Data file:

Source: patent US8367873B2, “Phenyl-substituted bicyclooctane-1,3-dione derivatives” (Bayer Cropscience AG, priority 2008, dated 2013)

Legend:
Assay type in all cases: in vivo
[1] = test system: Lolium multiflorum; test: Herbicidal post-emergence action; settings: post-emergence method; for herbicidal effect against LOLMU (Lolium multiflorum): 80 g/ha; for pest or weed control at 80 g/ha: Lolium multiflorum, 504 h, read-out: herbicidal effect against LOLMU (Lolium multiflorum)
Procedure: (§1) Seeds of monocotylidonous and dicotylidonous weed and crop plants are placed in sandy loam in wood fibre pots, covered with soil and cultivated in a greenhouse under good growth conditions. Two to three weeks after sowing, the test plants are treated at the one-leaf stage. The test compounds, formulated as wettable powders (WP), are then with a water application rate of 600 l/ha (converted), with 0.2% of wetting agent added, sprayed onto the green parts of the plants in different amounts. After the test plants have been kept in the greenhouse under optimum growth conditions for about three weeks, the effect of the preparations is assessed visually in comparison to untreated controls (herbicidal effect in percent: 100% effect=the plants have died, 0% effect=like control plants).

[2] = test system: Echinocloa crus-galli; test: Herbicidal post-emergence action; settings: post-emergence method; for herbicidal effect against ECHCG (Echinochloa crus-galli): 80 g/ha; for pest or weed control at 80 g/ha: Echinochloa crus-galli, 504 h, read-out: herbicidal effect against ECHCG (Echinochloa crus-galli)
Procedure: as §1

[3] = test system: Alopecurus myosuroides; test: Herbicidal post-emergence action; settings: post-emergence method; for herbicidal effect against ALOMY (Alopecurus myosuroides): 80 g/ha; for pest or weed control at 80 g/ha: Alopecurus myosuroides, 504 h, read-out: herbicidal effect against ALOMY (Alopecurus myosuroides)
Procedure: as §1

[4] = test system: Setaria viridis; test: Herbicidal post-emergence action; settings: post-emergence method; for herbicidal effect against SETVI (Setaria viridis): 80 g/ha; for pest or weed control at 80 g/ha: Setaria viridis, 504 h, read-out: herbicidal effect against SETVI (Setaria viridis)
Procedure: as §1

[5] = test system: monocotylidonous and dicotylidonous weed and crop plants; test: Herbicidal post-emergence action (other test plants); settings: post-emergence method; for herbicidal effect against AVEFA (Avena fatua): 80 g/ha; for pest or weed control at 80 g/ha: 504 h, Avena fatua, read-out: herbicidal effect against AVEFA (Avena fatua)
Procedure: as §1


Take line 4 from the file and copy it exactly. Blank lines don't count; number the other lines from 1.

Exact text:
[1] = test system: Lolium multiflorum; test: Herbicidal post-emergence action; settings: post-emergence method; for herbicidal effect against LOLMU (Lolium multiflorum): 80 g/ha; for pest or weed control at 80 g/ha: Lolium multiflorum, 504 h, read-out: herbicidal effect against LOLMU (Lolium multiflorum)